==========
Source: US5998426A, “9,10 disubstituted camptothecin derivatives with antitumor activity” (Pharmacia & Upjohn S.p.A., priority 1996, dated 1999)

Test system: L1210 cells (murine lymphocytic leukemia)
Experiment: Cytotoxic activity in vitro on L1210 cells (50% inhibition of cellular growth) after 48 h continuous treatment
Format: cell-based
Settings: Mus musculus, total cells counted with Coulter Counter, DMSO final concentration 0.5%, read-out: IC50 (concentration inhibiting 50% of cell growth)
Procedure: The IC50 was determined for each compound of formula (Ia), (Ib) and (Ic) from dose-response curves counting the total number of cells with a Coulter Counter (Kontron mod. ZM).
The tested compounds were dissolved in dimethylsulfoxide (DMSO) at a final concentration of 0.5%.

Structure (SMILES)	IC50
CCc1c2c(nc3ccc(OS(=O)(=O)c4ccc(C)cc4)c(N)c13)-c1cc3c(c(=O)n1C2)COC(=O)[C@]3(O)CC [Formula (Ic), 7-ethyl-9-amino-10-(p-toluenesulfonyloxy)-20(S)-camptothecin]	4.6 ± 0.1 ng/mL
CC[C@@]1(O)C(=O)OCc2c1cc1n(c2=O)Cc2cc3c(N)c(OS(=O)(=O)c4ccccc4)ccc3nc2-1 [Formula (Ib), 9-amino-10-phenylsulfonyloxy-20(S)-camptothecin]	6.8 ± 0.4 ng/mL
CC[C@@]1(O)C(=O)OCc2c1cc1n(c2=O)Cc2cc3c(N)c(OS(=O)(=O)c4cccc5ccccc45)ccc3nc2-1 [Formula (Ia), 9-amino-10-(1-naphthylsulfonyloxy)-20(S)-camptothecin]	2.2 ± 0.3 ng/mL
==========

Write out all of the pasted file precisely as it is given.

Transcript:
Source: US5998426A, “9,10 disubstituted camptothecin derivatives with antitumor activity” (Pharmacia & Upjohn S.p.A., priority 1996, dated 1999)

Test system: L1210 cells (murine lymphocytic leukemia)
Experiment: Cytotoxic activity in vitro on L1210 cells (50% inhibition of cellular growth) after 48 h continuous treatment
Format: cell-based
Settings: Mus musculus, total cells counted with Coulter Counter, DMSO final concentration 0.5%, read-out: IC50 (concentration inhibiting 50% of cell growth)
Procedure: The IC50 was determined for each compound of formula (Ia), (Ib) and (Ic) from dose-response curves counting the total number of cells with a Coulter Counter (Kontron mod. ZM).
The tested compounds were dissolved in dimethylsulfoxide (DMSO) at a final concentration of 0.5%.

Structure (SMILES)	IC50
CCc1c2c(nc3ccc(OS(=O)(=O)c4ccc(C)cc4)c(N)c13)-c1cc3c(c(=O)n1C2)COC(=O)[C@]3(O)CC [Formula (Ic), 7-ethyl-9-amino-10-(p-toluenesulfonyloxy)-20(S)-camptothecin]	4.6 ± 0.1 ng/mL
CC[C@@]1(O)C(=O)OCc2c1cc1n(c2=O)Cc2cc3c(N)c(OS(=O)(=O)c4ccccc4)ccc3nc2-1 [Formula (Ib), 9-amino-10-phenylsulfonyloxy-20(S)-camptothecin]	6.8 ± 0.4 ng/mL
CC[C@@]1(O)C(=O)OCc2c1cc1n(c2=O)Cc2cc3c(N)c(OS(=O)(=O)c4cccc5ccccc45)ccc3nc2-1 [Formula (Ia), 9-amino-10-(1-naphthylsulfonyloxy)-20(S)-camptothecin]	2.2 ± 0.3 ng/mL